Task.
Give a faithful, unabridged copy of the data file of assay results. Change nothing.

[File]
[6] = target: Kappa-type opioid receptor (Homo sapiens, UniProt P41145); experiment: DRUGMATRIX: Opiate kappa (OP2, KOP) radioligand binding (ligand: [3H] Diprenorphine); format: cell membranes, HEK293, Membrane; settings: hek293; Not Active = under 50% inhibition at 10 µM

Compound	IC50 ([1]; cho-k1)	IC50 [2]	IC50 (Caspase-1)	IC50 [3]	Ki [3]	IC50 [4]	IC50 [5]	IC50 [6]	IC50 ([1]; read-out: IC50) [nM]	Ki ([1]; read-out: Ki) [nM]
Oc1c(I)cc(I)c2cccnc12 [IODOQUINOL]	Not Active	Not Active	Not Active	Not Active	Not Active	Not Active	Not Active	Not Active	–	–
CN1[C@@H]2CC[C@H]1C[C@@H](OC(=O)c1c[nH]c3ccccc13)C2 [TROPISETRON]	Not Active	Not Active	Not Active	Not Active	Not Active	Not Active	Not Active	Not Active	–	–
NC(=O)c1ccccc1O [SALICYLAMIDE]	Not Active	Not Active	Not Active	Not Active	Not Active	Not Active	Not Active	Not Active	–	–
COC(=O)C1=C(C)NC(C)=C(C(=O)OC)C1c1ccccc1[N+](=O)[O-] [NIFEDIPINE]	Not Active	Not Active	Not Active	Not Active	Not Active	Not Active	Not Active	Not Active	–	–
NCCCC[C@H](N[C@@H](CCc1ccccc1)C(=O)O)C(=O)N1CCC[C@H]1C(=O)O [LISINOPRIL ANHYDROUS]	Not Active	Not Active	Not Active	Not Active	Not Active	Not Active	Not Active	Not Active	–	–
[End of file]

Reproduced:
[6] = target: Kappa-type opioid receptor (Homo sapiens, UniProt P41145); experiment: DRUGMATRIX: Opiate kappa (OP2, KOP) radioligand binding (ligand: [3H] Diprenorphine); format: cell membranes, HEK293, Membrane; settings: hek293; Not Active = under 50% inhibition at 10 µM

Compound	IC50 ([1]; cho-k1)	IC50 [2]	IC50 (Caspase-1)	IC50 [3]	Ki [3]	IC50 [4]	IC50 [5]	IC50 [6]	IC50 ([1]; read-out: IC50) [nM]	Ki ([1]; read-out: Ki) [nM]
Oc1c(I)cc(I)c2cccnc12 [IODOQUINOL]	Not Active	Not Active	Not Active	Not Active	Not Active	Not Active	Not Active	Not Active	–	–
CN1[C@@H]2CC[C@H]1C[C@@H](OC(=O)c1c[nH]c3ccccc13)C2 [TROPISETRON]	Not Active	Not Active	Not Active	Not Active	Not Active	Not Active	Not Active	Not Active	–	–
NC(=O)c1ccccc1O [SALICYLAMIDE]	Not Active	Not Active	Not Active	Not Active	Not Active	Not Active	Not Active	Not Active	–	–
COC(=O)C1=C(C)NC(C)=C(C(=O)OC)C1c1ccccc1[N+](=O)[O-] [NIFEDIPINE]	Not Active	Not Active	Not Active	Not Active	Not Active	Not Active	Not Active	Not Active	–	–
NCCCC[C@H](N[C@@H](CCc1ccccc1)C(=O)O)C(=O)N1CCC[C@H]1C(=O)O [LISINOPRIL ANHYDROUS]	Not Active	Not Active	Not Active	Not Active	Not Active	Not Active	Not Active	Not Active	–	–